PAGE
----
Sample Program morph3d

Sample program morph3d displays a number of morphing pyramid objects in an interactive scene. Each pyramid slowly changes shape from a compact pyramid to a more elongated shape, then back again. You can interactively fly though the scene with the standard keyboard controls used in l3d library:

j: Rotate left (rotates around the VUP axis)

l: Rotate right (rotates around the VUP axis)

i: Thrust forward (translates along the VFW axis)

k: Thrust backward (translates along the VFW axis)

J: Roll left (rotates around the VFW axis)

L: Roll right (rotates around the VFW axis)

I: Pitch forward (rotates around the VRI axis)

K: Pitch backward (rotates around the VRI axis)

s: Thrust left (translates along the VRI axis)

f: Thrust right (translates along the VRI axis)

e: Thrust up (translates along the VUP axis)

d: Thrust down (translates along the VUP axis)

v: Cycle through to the next thrust level

ICTjy NOTE The VFW axis is the forward axis along which the camera is looking. The VUP axis is ^^ the axis pointing straight up from the camera. The VRI axis is the axis pointing straight to the right of the camera. Taken as a set, the vectors VRI, VUP and VFW form a left-handed camera coordinate system.

Figure 2-3: Output from program morph3d. Each pyramid slowly changes shape.

Listing 2-1: main.cc, the main file for program morph3d

#include

<stdlib.h>

#include

<string.h>

#include

<stdio.h>

#include

<math

h>

#include

"../l

b/geom/object/object3d.h

#include

"../l

b/geom/polygon/p3 flat.h

#include

"../l

b/tool 2d/screen.h"

#include

"../l

b/tool os/dispatch.h"

#include

"../l

b/raster/rast3.h"

#include

"../l

ib/tool_2d/scrinfo.h"

#include

"../l

b/geom/world/world.h"

#include "../lib/system/fact0_2.h" #include "../lib/pipeline/pi_wor.h" #include "../lib/dynamics/plugins/plugenv.h" #include "shapes.h"

#include <stdlib.h> #include <string.h> #include <stdio.h> #include <math.h> #include <stdarg.h>

class my_world:public l3d_world { public: my_world(void);

my_world::my_world(void) : l3d_world(640,400)

l3d_screen_info *si = screen->sinfo;

camera->VRP.set(0,0,-50,0); camera->near_z = float_to_l3d_real(5.5); camera->far_z = int_to_l3d_real(500);

//- create some pyramid objects for(i=1; i<100; i +=20) { objects[onum=objects.next_index()] = new pyramid(); l3d_screen_info_indexed *si_idx; l3d_screen_info_rgb *si_rgb;

l3d_polygon_3d_flatshaded *p;

for(int pnum=0; pnum<objects[onum]->polygons.num_items; pnum++) { p = dynamic_cast<l3d_polygon_3d_flatshaded *>(objects[onum]->polygons[pnum]); if(p) {

p->final_color = si->ext_to_native

(rand()%si->ext_max_red, rand()%si->ext_max_green, rand()%si->ext_max_blue);

if (objects[onum]==NULL) exit;

objects[onum]->modeling_xforms[1].set

( int_to_l3d_real(1), int_to_l3d_real(0), int_to_l3d_real(0), int_to_l3d_real(i), int_to_l3d_real(0), int_to_l3d_real(1), int_to_l3d_real(0), int_to_l3d_real(1), int_to_l3d_real(0), int_to_l3d_real(0), int_to_l3d_real(1), int_to_l3d_real(1), int_to_l3d_real(0), int_to_l3d_real(0), int_to_l3d_real(0), int_to_l3d_real(1) );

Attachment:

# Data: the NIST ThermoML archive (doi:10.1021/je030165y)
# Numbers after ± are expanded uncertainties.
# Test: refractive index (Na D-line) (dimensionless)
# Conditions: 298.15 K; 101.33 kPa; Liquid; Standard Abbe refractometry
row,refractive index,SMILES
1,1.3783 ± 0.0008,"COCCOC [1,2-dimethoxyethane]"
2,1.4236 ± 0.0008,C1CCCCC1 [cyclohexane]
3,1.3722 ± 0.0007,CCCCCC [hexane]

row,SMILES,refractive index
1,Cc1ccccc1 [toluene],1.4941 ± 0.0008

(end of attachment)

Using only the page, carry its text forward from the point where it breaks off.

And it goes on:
objects[onum]->modeling_xform = objects[onum]->modeling_xforms[1] | objects[onum]->modeling_xforms[0] ;

screen->refresh_palette();

l3d_dispatcher *d; l3d_pipeline_world *p; my_world *w;

factory_manager_v_0_2.choose_factories(); d = factory_manager_v_0_2.dispatcher_factory->create();

w = new my_world(); p = new l3d_pipeline_world(w); d->pipeline = p; d->event_source = w->screen;

delete d; delete p; delete w;

Listing 2-2: shapes.h, the header file for the 3D objects for program morph3d

#include "../lib/geom/object/object3d.hM #include "geom/vertex/verint.h"

class pyramid:public l3d_object {

static const int num_keyframes = 2; int keyframe_no;

l3d_two_part_list<l3d_coordinate> *keyframes[2]; l3d_vertex_interpolator interp; bool currently_interpolating;

public: pyramid(void); virtual ~pyramid(void); int update(void);

Listing 2-3: shapes.cc, the implementation file for the 3D objects for program morph3d #include "shapes.h"

#include <stdlib.h> #include <string.h>

pyramid::pyramid(void) : l3d_object(4)

keyframes[0] = new l3d_two_part_list<l3d_coordinate>(4); (*keyframes[0])[0].original.set (float_to_l3d_real(0.), float_to_l3d_real(0.), float_to_l3d_real(o.), float_to_l3d_real(l.)); (*keyframes[0])[1].original.set (float_to_l3d_real(10.0), float_to_l3d_real(o.), float_to_l3d_real(0.), float_to_l3d_real(1.)); (*keyframes[0])[2].original.set (float_to_l3d_real(0.), float_to_l3d_real(l0.), float_to_l3d_real(0.), float_to_l3d_real(1.)); (*keyframes[0])[3].original.set (float_to_l3d_real(0.), float_to_l3d_real(o.), float_to_l3d_real(l0.), float_to_l3d_real(l.));